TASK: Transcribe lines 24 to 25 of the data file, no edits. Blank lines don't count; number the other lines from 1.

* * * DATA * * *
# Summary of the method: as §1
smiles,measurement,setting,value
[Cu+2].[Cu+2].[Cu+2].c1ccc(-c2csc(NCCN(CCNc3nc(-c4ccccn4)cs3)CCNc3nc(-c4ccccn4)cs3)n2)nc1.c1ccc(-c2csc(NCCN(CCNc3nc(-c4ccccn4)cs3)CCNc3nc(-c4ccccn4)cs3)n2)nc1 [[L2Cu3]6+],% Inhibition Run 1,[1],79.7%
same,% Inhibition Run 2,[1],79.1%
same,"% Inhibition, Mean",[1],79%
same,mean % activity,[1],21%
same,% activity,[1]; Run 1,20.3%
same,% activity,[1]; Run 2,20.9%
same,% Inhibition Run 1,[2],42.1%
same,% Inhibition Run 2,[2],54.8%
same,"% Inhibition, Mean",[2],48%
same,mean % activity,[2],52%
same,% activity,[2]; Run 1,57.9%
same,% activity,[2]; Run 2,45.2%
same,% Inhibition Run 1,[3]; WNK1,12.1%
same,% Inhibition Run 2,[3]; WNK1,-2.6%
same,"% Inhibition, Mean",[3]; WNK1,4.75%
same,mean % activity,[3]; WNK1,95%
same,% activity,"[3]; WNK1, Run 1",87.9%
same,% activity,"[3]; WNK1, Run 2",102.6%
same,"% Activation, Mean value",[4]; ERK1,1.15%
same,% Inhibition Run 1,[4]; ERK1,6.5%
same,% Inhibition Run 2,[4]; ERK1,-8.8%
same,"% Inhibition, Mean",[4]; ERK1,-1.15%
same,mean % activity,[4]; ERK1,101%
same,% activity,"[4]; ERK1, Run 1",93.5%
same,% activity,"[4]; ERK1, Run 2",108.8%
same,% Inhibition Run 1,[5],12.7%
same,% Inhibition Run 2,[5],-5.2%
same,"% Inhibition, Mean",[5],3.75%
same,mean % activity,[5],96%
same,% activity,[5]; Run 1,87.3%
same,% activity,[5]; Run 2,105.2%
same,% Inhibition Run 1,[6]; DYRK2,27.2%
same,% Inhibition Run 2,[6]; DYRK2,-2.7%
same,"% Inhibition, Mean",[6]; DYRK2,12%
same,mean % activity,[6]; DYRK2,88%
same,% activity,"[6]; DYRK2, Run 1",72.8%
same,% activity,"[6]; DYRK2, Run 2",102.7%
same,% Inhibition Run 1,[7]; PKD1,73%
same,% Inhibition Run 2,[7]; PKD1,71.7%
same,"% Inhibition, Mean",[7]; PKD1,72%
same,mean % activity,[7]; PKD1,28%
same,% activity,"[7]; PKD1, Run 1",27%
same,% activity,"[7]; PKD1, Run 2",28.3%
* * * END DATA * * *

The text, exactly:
same,"% Inhibition, Mean",[4]; ERK1,-1.15%
same,mean % activity,[4]; ERK1,101%